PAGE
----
Far too often, I have seen formative research used as a tick-box exercise. The formative research report should be a document that accompanies the project team throughout the programme design and iteration phases. It helps the team ensure that they are responding to real needs and not design interventions that no-one asked for.
I just finished leading formative research across three countries, and I wanted to share some of the things I learnt from that process, and why I think our client was pleased. This article is about the practicalities of the process, rather than how to conduct formative research itself. For a guide on how to conduct formative research, I recommend this accessible guidance from the Compass for SBC. Here are a few tips to consider before your next assignment, or when commissioning research.
It helps if the research team has a varied skills set. This will obviously depend on the nature of research that you are conducting. However, it is critically important that the team leader has several skills. First, they must have a strong grasp of social and behavioural theory. This will ensure that they are able to design a process that will deliver deep insights. Second, the team leader should preferably have some subject-matter expertise on the topic being researched. If not, this skill should be complemented by another team member. Finally, the team leader must be a skilled analyst and one who can put everything together to glean useful insights.
Clear and timely communication with the commissioning organisation will be critical across the process, but especially so at the beginning. At this point, I highly recommend getting clear understanding of what the formative research will be used for. This will be key moving forward into research design and data collection methodology. I would also recommend asking questions about the broader nature of the project, including key deliverables that are expected to be produced as part of the project. This will further help project design and negotiating the inclusion of additional work to make the process as fruitful as possible.
Basing research design on a solid theory or model is immensely helpful. The structure that is offered by theory will help you all the way to the point of report write-up. A model that works nearly every time is the socio-ecological model. I like to combine it with other theories to help me in data analysis, which I will discuss later.
Doing applied research in the real world is complicated and there will be surprises. If possible, ask for as much time as possible to conduct the work. This will assist in things like getting as random a sample as possible, and adding other data collection methods along the way if things are not working out as planned.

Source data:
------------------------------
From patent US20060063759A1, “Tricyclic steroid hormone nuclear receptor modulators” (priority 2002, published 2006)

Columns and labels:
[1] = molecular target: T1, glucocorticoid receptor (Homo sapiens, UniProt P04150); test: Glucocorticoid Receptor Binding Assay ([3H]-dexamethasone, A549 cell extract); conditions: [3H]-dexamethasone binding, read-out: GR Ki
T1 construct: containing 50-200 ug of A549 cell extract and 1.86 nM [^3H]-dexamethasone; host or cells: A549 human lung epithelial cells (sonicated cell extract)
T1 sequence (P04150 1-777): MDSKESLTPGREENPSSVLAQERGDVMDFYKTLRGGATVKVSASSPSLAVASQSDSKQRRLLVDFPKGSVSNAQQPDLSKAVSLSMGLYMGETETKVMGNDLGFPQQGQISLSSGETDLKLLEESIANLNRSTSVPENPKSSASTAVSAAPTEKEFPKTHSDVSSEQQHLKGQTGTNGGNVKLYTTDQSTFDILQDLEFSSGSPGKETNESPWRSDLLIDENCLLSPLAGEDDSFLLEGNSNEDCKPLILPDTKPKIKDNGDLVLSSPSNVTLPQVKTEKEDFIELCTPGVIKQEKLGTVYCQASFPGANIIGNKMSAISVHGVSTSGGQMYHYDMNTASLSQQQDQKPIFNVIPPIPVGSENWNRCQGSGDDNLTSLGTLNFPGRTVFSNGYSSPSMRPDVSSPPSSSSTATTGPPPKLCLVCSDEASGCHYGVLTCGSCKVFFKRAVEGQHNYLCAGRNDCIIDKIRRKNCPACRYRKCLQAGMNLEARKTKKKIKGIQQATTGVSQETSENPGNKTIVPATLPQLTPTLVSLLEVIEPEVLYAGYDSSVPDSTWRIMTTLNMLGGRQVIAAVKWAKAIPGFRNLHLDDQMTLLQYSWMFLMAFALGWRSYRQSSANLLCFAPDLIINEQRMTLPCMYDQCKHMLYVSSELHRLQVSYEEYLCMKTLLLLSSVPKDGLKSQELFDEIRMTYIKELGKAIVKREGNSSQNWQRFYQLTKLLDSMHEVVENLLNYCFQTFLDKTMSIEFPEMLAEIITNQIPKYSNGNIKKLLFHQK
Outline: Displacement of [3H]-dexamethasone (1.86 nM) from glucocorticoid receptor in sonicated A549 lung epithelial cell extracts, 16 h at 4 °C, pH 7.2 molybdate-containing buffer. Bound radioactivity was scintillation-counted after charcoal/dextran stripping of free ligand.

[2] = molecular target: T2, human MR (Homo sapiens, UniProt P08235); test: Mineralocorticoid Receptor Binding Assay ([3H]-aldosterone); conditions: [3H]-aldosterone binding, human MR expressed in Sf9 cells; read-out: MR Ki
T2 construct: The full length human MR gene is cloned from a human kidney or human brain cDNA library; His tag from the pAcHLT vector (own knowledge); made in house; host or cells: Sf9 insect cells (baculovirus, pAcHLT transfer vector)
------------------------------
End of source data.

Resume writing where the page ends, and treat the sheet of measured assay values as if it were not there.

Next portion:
Linked to the previous point, try to phase data collection out over a couple of periods. Taking a moment to reflect on the information gathered and what types of additional information is needed is important. It is also a good way to quality assure and course correct. You may also want to employ different data collection methodologies over the various phases to maximise insights collected.
Having high quality data is meaningless without a strategy for how to analyse it. At this point, you will be going back to the theory you started with. This may be most useful for a topic that is overly researched and where there is a wide body of literature. If the topic is relatively new or new to the context in which you are collecting data, then it might be more useful to have a plan for how emerging themes and topics will be analysed. Either way, do not miss this step!
It perhaps goes without saying, but one needs to have clear check-in points with the research team, the commissioning organisation and between all parties. This is probably the easiest way to ensure that all parties are doing what is expected of them and to ensure that the process is rewarding.
If you’d like to talk to me about helping your organisation put strategic structures in place to facilitate the social and behaviour change design process, email me on email@example.com.
Do you enjoy my blog? Would you like to help me produce more free content? Then please buy me a coffee if you would like to!
Do you have any tips to share to make formative research useful? Please share them by commenting here!